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Friday, August 19, 2016

Hansa-Brandenburg W.12 Early | Wingnut Wings 1/32 | Part Seven

I started to paint the pilot figure.
Underpainting of Tamiya flat buff and oils for the leather.

I casted the second epoxy layer.
Now the Hansa is afloat ;-)

Once the epoxy is fully cured I will demould the base.

Just an impression :-)

Sunday, August 14, 2016

Hansa-Brandenburg W.12 Early | Wingnut Wings 1/32 | Part Six

Casting the Sea


I casted the first layer of SKresin 72,
a slow curing clear epoxy resin.


The Hansa is placed and posisioned on a
simple jig made from balsa.

The jig defines the height of the float plane above "sea level".

The jig takes also care of the angle of attack of the lower wings.

Shells made from PE by INDUSTRIA MECHANIKA
and MAGIC SCULP.

Fish are also made from PE by INDUSTRIA MECHANIKA and
some MAGIC SCULP.

Sunday, July 31, 2016

Hansa-Brandenburg W.12 Early | Wingnut Wings 1/32 | Part Five

View of upper wing. I tried to "bleach" the fabric not too uniformily.
Also note the contrast of the painted rear upper fuselage and
tail plane surfaces to the fabric wings.

Detail view of the cockpit and the observer´s station.

The streaking on the fuselage was done by airbrush using
Tamiya acrylics (redbrown and NATO black). It was partially removed
and re-applied according my "life-stage-weathering".

Details of the engine cowlings and lower wing.

Wednesday, July 20, 2016

Hansa-Brandenburg W.12 Early | Wingnut Wings 1/32 | Part Four

Slowly all sub-assemblies come togehter. Nothing finished yet but one can get an idea how the finished replica will look.

Overall view showing the dry-fitting of the struts.

Fuselage markings are from Pheon Decals.
Highly recommended!

The Naval lozenge fabric is from Aviattic. It was chemically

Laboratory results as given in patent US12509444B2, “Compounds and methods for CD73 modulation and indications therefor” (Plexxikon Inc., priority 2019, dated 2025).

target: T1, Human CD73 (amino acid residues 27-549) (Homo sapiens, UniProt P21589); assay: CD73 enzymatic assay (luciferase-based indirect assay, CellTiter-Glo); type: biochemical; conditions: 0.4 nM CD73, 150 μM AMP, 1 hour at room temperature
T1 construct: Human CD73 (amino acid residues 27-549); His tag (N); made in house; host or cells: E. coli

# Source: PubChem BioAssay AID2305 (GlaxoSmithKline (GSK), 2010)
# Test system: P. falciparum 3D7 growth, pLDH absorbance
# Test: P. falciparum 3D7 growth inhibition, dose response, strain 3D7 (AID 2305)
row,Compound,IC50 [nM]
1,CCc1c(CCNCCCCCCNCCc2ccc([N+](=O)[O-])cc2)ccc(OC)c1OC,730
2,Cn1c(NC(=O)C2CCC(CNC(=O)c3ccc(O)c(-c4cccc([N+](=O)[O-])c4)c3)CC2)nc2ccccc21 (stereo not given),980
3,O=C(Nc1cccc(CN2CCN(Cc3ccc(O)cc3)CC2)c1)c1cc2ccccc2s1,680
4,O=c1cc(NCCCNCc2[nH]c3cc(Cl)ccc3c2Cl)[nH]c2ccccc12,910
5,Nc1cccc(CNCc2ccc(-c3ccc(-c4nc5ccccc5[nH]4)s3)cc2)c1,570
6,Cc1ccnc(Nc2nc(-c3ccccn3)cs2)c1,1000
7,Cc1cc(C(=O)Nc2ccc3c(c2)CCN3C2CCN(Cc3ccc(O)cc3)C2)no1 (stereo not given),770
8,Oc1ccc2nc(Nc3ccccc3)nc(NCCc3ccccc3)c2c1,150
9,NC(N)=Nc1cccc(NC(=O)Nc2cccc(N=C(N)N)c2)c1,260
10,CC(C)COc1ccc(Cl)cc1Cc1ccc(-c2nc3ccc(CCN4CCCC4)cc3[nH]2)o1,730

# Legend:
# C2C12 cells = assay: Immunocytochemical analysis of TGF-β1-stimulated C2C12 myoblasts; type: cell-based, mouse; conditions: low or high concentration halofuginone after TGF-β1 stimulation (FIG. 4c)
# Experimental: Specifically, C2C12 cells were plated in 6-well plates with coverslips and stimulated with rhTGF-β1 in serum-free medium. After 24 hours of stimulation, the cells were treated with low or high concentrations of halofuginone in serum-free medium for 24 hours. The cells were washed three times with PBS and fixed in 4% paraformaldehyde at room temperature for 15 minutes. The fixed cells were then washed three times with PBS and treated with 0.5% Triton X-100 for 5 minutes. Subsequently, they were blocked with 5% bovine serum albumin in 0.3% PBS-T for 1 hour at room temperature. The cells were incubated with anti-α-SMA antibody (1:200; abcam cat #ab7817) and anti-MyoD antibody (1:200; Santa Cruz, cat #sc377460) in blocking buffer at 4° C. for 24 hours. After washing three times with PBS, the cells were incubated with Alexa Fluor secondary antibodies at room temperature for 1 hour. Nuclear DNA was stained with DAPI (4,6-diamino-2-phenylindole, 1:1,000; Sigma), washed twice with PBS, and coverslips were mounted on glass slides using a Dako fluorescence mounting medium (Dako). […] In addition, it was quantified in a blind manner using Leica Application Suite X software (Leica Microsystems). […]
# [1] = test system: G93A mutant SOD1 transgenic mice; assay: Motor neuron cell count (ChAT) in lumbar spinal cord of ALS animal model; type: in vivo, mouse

weahtered with solvents to achieve a UV bleached effect.
Wing rib structure was done with 0.7 mm tape and
"smoke" from ZERO PAINTS.

Fuselage spine with painted naval lozenge from Aviattic.
It was treated differently from the printed fabric.

The floats were treated in a water basin which contained a dirty salt water.
The procedure took about 2 weeks to create the stains.

The Spandau MG 08/15 are a combination of WNW and
brass parts from Master Model (Poland).

Sunday, June 5, 2016

Bismarck | Main battery – The Krupp Borthers | Part A

Please welcome the Krupp Brothers!

A few months ago I started to research Bismarck´s main battery. I am using ureol plates and blocks for the basic construction. It allows for precise sanding and filing and sharp and well defined edges and corners can be achieved.

Turret A (Brother Anton). After finishing the basic turret shape
I started to file the embracures.
I will make a template for the upper front plate

Test fitting of the barbette and guns. :-)

Details of the gunmatlets.

Monday, May 16, 2016

Hansa-Brandenburg W.12 Early | Wingnut Wings 1/32 | Part Three

Painting & Decaling the wings

I bought Naval hexagon and clear doped linen decals from AVIATTIC. Both products are great and higly recommended.

I bought the printed naval hexagon decals.
They are almost completely opaque
and were applied over a white base coat.
I used Mr.MARK SETTER for better adhesion.

For Natural doped linen I opted for the translucent decals.
I airbrushed the underpainting over a white base coat using
different shades of tan color.

Rib detail was done by masking off the ribs whith thin stripes
of masking tape (0.7 mm).

Close up showing the fabric effect of Aviattic´s decal.
The decal film is thicker and more elastic than the
solid naval hexagon decals.

A teaser to keep the moral high.

Floats are still missing. But it gives you an idea
how the diorama will look when finished.


Thursday, April 7, 2016

Hansa-Brandenburg W.12 Early | Wingnut Wings 1/32 | Part Two